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On Jan 2, 2013, at 4:33 PM, Mehran Maghoumi wrote:

> I should have mentioned that I only intend to modify ECJ's GP package so I think it is easy enough to keep track of the "parent" (my final goal is to see the impact of the new crossover strategy on program bloat)
> I would like to think of it as follows (correct me if I'm wrong):
> In the "produce" method of the class -say- "CrossoverPipeline", after all of the constraints are checked, the newly created individuals (which are created using a point-crossover) are added to the population in those last lines of code (in the section that you have commented):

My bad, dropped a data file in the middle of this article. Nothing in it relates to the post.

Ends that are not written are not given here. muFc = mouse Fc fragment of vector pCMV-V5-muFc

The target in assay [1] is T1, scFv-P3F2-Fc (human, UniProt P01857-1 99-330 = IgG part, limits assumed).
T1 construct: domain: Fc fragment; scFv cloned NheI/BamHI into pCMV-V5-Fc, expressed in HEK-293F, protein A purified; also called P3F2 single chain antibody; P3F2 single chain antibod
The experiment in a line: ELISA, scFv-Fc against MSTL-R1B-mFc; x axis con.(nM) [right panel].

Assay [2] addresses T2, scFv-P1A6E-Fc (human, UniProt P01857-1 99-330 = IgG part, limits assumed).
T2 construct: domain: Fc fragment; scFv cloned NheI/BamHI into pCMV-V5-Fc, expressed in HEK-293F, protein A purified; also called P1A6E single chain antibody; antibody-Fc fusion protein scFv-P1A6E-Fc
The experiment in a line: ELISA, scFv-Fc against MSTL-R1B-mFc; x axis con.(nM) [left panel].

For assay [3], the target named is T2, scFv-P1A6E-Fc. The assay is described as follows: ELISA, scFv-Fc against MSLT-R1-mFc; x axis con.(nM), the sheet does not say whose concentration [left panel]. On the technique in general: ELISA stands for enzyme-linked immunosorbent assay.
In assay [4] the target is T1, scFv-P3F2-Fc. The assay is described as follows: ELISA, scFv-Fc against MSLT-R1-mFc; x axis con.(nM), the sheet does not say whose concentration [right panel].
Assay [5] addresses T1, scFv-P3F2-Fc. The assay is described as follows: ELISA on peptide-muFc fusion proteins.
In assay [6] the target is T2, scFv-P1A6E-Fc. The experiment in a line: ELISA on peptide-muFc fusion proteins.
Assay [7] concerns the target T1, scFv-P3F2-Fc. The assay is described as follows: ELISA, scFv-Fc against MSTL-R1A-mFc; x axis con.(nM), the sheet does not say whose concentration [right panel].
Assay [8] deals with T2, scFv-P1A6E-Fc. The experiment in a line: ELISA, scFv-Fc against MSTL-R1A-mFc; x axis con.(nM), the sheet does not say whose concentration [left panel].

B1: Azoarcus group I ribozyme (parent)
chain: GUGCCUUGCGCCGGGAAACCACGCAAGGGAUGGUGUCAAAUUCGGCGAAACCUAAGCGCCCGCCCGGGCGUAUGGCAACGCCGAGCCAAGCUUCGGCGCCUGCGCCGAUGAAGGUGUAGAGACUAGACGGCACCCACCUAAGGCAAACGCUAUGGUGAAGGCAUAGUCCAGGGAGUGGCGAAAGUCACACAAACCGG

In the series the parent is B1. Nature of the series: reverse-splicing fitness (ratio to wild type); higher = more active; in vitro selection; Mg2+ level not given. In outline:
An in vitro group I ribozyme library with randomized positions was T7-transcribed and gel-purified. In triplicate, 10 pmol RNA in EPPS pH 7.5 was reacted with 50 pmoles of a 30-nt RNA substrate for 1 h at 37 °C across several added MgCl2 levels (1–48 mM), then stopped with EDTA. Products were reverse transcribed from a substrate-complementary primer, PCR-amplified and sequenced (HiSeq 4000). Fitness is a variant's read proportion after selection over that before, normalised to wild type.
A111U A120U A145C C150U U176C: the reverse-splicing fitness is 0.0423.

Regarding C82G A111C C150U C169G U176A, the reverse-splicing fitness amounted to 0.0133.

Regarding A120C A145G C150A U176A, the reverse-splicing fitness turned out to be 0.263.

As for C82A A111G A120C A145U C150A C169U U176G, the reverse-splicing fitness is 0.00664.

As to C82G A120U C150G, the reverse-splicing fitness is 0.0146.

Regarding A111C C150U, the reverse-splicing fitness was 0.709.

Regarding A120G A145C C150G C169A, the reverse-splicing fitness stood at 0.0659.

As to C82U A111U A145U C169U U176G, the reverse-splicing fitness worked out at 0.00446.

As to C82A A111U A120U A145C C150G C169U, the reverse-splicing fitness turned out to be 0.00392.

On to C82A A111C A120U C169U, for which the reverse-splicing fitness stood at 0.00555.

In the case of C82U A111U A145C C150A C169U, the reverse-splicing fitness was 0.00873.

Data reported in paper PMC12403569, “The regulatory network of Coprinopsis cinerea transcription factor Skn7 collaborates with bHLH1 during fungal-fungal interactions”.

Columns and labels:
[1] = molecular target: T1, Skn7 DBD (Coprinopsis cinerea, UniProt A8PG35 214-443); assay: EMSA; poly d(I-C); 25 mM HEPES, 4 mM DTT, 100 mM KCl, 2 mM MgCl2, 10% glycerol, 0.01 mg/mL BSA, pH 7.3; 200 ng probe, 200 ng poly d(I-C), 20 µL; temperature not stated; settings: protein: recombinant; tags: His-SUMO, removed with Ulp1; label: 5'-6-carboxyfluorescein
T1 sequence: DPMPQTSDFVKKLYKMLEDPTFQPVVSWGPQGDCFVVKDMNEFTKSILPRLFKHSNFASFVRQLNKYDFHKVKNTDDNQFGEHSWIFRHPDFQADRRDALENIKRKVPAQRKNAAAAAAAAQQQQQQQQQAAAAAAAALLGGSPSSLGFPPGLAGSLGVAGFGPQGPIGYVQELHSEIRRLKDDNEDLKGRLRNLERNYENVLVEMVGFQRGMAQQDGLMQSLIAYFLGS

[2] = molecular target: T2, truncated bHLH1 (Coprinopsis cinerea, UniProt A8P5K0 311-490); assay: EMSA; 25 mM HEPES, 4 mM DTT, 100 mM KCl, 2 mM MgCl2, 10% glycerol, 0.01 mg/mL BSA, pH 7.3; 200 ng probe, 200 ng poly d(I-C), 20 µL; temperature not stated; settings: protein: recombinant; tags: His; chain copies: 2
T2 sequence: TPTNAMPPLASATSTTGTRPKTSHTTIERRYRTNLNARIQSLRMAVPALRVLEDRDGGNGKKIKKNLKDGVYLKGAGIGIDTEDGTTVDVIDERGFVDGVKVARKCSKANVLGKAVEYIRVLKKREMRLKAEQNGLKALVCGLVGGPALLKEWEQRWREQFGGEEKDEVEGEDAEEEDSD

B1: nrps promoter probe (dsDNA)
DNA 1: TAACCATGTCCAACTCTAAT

> 
> // add the individuals to the population            
> inds[q] = j1;            	
> q++;
> 
> if (q<n+start && !tossSecondParent)
> {
> 	inds[q] = j2;
> 	q++;
> }
> 
> so basically the j1 and j2 individuals should be compared against parents[0] and parents[1] and if they are fitter, then they are added to "inds" array.
> Am I on the right track?

You could hack it this way for your purposes, but keep in mind that it only makes sense if parents[0] and parents[1] are actually previous members of the population.  They might not be if the CrossoverPipeline's sources aren't selection methods but rather are *other pipelines* (maybe a mutator or something).  So take care that they're not -- or double check the sources programmatically to make sure they're instances of SelectionMethod.

Then you could just do this (as a quick hack, assuming you have only one subpopulation):

 	SimpleProblemForm problem = (SimpleProblemForm)(state.evaluator.p_problem.clone());

// you can evaluate a single individual with a hack like this:
	problem.evaluate(state, theIndividual, 0, threadnum)

Sean